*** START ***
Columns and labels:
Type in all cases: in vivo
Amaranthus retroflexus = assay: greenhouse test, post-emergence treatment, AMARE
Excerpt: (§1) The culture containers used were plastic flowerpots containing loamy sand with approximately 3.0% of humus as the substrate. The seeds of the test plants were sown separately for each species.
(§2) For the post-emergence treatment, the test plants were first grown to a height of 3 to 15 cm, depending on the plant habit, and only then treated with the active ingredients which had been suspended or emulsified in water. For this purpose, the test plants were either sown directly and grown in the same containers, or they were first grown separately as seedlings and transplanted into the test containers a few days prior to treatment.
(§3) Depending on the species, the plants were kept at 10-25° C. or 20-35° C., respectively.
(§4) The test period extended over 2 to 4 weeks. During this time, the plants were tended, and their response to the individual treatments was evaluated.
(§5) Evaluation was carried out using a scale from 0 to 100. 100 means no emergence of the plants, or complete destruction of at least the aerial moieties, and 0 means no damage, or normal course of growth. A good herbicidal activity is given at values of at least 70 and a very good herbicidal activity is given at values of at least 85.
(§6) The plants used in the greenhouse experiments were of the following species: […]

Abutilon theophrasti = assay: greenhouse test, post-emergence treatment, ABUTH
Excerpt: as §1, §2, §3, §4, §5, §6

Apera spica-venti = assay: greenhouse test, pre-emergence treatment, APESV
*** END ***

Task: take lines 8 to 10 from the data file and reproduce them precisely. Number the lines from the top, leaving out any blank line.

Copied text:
(§5) Evaluation was carried out using a scale from 0 to 100. 100 means no emergence of the plants, or complete destruction of at least the aerial moieties, and 0 means no damage, or normal course of growth. A good herbicidal activity is given at values of at least 70 and a very good herbicidal activity is given at values of at least 85.
(§6) The plants used in the greenhouse experiments were of the following species: […]

Abutilon theophrasti = assay: greenhouse test, post-emergence treatment, ABUTH